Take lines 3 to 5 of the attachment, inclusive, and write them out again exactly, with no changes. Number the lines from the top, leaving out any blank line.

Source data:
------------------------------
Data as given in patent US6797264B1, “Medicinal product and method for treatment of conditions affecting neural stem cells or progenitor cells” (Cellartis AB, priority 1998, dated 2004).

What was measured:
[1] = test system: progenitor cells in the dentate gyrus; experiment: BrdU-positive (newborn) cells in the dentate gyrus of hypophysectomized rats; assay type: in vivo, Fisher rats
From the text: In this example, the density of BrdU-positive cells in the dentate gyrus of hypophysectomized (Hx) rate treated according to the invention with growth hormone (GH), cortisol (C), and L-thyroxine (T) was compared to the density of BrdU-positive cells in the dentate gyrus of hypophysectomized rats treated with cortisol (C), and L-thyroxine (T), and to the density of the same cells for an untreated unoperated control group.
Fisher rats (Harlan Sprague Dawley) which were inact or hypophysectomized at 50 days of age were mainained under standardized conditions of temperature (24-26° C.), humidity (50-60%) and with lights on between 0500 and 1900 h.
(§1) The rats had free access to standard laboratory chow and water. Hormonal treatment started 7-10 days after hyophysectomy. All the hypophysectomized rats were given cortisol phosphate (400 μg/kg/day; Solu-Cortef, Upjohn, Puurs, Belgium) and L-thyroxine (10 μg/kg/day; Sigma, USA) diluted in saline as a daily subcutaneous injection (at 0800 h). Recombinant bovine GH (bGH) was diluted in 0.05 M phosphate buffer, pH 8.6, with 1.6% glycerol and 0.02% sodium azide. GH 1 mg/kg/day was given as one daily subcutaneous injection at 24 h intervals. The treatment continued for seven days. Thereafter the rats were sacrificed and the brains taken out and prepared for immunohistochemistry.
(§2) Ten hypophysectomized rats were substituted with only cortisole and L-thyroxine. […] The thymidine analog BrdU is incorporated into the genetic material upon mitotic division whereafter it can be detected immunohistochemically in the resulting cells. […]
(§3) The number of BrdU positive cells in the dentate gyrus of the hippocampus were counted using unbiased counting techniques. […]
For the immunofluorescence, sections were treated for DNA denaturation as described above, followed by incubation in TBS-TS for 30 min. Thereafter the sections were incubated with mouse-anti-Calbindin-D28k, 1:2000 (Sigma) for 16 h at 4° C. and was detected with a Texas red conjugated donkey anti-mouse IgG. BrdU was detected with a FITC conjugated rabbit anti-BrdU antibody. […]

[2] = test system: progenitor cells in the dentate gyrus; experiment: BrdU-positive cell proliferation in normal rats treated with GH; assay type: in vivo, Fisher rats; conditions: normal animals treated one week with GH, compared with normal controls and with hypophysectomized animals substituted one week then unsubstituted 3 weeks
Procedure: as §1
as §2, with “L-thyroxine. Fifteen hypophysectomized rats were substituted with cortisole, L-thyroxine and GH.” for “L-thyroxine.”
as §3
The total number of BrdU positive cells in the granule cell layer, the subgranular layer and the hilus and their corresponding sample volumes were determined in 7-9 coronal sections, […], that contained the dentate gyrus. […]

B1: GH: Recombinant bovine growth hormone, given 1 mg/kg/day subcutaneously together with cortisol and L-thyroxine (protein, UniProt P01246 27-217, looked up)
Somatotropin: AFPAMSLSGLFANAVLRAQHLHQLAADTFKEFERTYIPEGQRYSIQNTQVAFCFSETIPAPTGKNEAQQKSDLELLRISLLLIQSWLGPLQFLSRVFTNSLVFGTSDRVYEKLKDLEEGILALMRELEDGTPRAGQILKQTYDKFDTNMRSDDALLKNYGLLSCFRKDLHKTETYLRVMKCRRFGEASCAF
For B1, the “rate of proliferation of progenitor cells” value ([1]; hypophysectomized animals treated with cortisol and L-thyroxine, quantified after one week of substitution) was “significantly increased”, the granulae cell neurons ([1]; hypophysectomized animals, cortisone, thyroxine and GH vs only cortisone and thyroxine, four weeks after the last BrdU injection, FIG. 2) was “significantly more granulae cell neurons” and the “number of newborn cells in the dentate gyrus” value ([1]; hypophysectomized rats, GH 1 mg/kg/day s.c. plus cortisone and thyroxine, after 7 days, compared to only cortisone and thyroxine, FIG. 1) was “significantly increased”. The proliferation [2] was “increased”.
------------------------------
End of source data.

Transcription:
[1] = test system: progenitor cells in the dentate gyrus; experiment: BrdU-positive (newborn) cells in the dentate gyrus of hypophysectomized rats; assay type: in vivo, Fisher rats
From the text: In this example, the density of BrdU-positive cells in the dentate gyrus of hypophysectomized (Hx) rate treated according to the invention with growth hormone (GH), cortisol (C), and L-thyroxine (T) was compared to the density of BrdU-positive cells in the dentate gyrus of hypophysectomized rats treated with cortisol (C), and L-thyroxine (T), and to the density of the same cells for an untreated unoperated control group.
Fisher rats (Harlan Sprague Dawley) which were inact or hypophysectomized at 50 days of age were mainained under standardized conditions of temperature (24-26° C.), humidity (50-60%) and with lights on between 0500 and 1900 h.